As I say, from the figures that we have, it seems that more landlords would enter the market if there was less tax to pay. I would hope that there would be more and better stock for tenants or potential tenants.
Several of the written submissions make the claim that, if there was more private rented accommodation, that would mean an increase in the housing stock, and if landlords come out of the private rented sector, that will mean a reduction. It would not be a reduction in the housing stock; people who cease to be landlords do not knock down their properties.
I see that quizzical look, Patrick.
I agree. I do not think that there is any evidence that the tax is pushing up rents in the private rented sector. There might be some evidence that it is discouraging new investors on the buy-to-let side, but that is a wholly different question that speaks to what the Scottish Government wants to achieve with the market overall. That is a later part of the conversation. However, the evidence on buy-to-let investment has been made more difficult to interpret by all the other changes to the taxation of the private rented sector that have taken place over the past three or four years, which may well have had a similar dampening impact on the market.
I am told, by people who know, that buy-to-let investment in Edinburgh, for example, is now probably flat and the sector is not growing. That is a change in the way that the market has been operating. The key point is that that probably has nothing to do with ADS.10:45
We should get on to that wider question. Emma Harper, do you want to kick off?
We have talked about the personal impact of ADS, which is drifting into impacts on the rental sector. Our briefing paper states:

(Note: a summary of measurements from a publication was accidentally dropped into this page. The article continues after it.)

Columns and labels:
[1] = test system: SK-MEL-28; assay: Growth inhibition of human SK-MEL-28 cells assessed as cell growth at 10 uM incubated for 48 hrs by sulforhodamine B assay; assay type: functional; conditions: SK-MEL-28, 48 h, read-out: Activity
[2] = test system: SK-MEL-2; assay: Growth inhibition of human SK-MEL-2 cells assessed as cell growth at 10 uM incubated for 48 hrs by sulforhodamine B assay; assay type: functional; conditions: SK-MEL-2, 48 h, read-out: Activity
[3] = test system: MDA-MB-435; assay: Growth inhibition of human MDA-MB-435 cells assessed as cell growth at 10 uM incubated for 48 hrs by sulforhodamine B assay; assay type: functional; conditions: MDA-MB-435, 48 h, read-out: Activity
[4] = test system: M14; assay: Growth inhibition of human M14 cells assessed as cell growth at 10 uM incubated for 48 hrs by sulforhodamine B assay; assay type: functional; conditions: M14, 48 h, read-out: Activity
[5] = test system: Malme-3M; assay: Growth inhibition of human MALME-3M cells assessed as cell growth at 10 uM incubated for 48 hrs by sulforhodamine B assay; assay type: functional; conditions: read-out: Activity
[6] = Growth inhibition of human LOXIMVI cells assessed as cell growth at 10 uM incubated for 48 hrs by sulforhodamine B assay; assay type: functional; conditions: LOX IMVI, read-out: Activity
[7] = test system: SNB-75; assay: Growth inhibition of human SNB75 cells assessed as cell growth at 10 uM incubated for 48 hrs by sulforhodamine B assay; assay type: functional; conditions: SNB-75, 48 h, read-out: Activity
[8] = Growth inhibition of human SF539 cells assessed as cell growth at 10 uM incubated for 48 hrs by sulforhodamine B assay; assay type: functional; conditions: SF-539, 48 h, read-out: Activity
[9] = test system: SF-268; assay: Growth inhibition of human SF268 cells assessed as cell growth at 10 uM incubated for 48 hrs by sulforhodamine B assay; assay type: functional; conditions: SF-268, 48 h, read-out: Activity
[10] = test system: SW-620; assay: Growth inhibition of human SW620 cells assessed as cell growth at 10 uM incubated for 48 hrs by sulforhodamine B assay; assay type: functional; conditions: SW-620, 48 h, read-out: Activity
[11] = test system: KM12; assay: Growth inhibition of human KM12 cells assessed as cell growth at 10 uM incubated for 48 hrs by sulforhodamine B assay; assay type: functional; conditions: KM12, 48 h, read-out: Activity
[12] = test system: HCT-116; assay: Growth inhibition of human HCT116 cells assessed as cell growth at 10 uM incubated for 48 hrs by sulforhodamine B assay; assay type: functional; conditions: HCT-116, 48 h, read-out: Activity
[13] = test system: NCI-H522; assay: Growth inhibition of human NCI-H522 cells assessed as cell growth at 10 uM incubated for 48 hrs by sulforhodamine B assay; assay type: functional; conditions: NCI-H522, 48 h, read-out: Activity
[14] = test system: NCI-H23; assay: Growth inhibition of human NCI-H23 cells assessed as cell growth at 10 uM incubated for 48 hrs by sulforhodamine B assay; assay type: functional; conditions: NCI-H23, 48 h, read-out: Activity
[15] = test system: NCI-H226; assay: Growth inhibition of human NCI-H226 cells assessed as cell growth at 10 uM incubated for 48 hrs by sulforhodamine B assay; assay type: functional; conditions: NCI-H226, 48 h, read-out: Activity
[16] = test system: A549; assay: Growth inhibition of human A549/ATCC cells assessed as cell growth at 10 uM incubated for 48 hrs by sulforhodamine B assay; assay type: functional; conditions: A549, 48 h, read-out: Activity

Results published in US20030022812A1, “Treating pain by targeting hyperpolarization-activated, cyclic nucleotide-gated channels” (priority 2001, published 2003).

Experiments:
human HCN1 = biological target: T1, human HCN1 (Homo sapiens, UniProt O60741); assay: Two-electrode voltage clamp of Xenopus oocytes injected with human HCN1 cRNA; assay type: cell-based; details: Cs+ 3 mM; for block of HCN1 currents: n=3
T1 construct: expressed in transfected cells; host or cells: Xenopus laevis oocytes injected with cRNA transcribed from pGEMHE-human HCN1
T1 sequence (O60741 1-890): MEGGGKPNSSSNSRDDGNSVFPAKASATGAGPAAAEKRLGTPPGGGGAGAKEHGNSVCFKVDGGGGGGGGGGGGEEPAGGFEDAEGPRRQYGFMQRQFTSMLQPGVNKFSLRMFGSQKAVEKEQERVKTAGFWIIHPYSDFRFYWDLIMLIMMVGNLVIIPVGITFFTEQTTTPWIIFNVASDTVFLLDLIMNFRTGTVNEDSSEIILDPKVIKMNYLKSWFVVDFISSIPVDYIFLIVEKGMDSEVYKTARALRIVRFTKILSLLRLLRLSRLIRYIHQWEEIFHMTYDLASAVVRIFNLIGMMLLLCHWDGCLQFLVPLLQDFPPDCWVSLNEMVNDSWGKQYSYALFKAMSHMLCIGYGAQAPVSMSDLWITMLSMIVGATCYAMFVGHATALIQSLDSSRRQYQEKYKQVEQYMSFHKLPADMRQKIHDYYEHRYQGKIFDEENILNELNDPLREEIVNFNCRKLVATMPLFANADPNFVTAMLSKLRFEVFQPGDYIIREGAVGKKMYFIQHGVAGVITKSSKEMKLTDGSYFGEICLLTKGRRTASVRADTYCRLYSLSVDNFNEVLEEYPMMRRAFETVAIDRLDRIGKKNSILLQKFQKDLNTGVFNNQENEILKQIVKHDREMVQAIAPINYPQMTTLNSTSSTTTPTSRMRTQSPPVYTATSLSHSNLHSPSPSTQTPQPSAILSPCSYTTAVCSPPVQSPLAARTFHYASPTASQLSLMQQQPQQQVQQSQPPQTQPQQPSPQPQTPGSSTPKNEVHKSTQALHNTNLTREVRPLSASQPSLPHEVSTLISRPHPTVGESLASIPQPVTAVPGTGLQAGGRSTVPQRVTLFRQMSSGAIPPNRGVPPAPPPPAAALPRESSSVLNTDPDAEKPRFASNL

“The impact of tax changes should rarely, if ever, be seen in isolation. There are many other factors which influence the markets and ADS is no exception to this premise.”
What are your thoughts on the other contributing factors to the impact on the housing market? There are certain times of the year when more folk will move house or choose to buy. Factors others than ADS obviously contribute.
To add to that question, in effect, the legislation was introduced to prevent distortion in the market after the UK Government acted. Had Scotland not done something similar, would that have led to distortion in the market as a result of people from south of the border coming to Scotland to buy as many homes as possible? I throw that in as another element to add to the general discussion on contributing factors. The panel can push back on that to me, if they want to.
The measure was introduced swiftly after George Osborne made his proposals. We will never know now whether those proposals could have led to a real distortion, because the tax was introduced here at the time. Obviously, since that time, the tax has also recently been increased in Scotland, and we will see what impact that will have on potential buy-to-let investors.
However, there is a wider picture. I agree with the idea that we should not look in isolation at the tax’s impact on the market. There have been controls on affordability for buy-to-let investors, and such investment has gradually fallen as a proportion of the lending that has been going out. Private rented sector legislation has changed the procedures for landlords and tenants, and perhaps the balance of risk has been shifted. There have been several changes to the environment for buy-to-let landlords in particular that have mushroomed from the 1990s onwards.
I am not surprised to hear that new buy-to-let investment is now flat, even in Edinburgh, where it was traditionally so strong. ADS is one element that is adding to the obstacles for landlords—or new landlords, at least. If those landlords are selling into the private for-sale market, there is a question about what the potential consequences of that might be. However, the Scottish Government has other policies that support first-time buyers that will affect that.
Mike Campbell, you represent the Scottish Association of Landlords and the council of letting agents. Do you want to reflect on some of what you have heard?
Mike Campbell (Scottish Association of Landlords)
We are not calling for the abolition of the tax; we are just interested in providing evidence on the potential impact. The Scottish Association of Landlords is, by definition, a landlord organisation. We have concerns about every change in legislation, although those concerns do not always play out.
For me, the issue with ADS is its application in a uniform way across the country, from hot-spot markets in Edinburgh—which in my view is still a hot-spot market—to small-town Scotland, where the markets are not as hot and the impact is likely to be more significant.